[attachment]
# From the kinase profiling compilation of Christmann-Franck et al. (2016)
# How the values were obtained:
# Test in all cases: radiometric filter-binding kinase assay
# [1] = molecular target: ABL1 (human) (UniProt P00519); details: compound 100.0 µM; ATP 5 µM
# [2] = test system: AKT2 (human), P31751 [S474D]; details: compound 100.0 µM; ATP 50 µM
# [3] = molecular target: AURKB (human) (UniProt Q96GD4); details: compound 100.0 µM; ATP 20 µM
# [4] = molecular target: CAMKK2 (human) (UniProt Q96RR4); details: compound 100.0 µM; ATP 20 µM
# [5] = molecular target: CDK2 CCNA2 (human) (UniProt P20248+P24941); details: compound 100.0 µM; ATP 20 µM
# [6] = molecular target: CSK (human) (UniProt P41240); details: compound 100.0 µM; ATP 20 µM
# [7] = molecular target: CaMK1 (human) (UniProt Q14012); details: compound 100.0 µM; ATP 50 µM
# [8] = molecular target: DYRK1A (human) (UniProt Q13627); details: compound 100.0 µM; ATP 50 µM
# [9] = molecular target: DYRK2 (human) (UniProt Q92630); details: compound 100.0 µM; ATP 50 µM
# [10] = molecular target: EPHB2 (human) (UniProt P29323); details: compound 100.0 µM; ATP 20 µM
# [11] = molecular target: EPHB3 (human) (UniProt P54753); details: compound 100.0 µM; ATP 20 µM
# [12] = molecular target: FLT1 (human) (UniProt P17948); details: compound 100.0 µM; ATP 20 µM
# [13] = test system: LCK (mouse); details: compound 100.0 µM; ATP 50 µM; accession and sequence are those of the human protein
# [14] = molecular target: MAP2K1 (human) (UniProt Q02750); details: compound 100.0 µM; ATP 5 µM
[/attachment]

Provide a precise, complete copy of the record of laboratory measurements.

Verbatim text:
# From the kinase profiling compilation of Christmann-Franck et al. (2016)
# How the values were obtained:
# Test in all cases: radiometric filter-binding kinase assay
# [1] = molecular target: ABL1 (human) (UniProt P00519); details: compound 100.0 µM; ATP 5 µM
# [2] = test system: AKT2 (human), P31751 [S474D]; details: compound 100.0 µM; ATP 50 µM
# [3] = molecular target: AURKB (human) (UniProt Q96GD4); details: compound 100.0 µM; ATP 20 µM
# [4] = molecular target: CAMKK2 (human) (UniProt Q96RR4); details: compound 100.0 µM; ATP 20 µM
# [5] = molecular target: CDK2 CCNA2 (human) (UniProt P20248+P24941); details: compound 100.0 µM; ATP 20 µM
# [6] = molecular target: CSK (human) (UniProt P41240); details: compound 100.0 µM; ATP 20 µM
# [7] = molecular target: CaMK1 (human) (UniProt Q14012); details: compound 100.0 µM; ATP 50 µM
# [8] = molecular target: DYRK1A (human) (UniProt Q13627); details: compound 100.0 µM; ATP 50 µM
# [9] = molecular target: DYRK2 (human) (UniProt Q92630); details: compound 100.0 µM; ATP 50 µM
# [10] = molecular target: EPHB2 (human) (UniProt P29323); details: compound 100.0 µM; ATP 20 µM
# [11] = molecular target: EPHB3 (human) (UniProt P54753); details: compound 100.0 µM; ATP 20 µM
# [12] = molecular target: FLT1 (human) (UniProt P17948); details: compound 100.0 µM; ATP 20 µM
# [13] = test system: LCK (mouse); details: compound 100.0 µM; ATP 50 µM; accession and sequence are those of the human protein
# [14] = molecular target: MAP2K1 (human) (UniProt Q02750); details: compound 100.0 µM; ATP 5 µM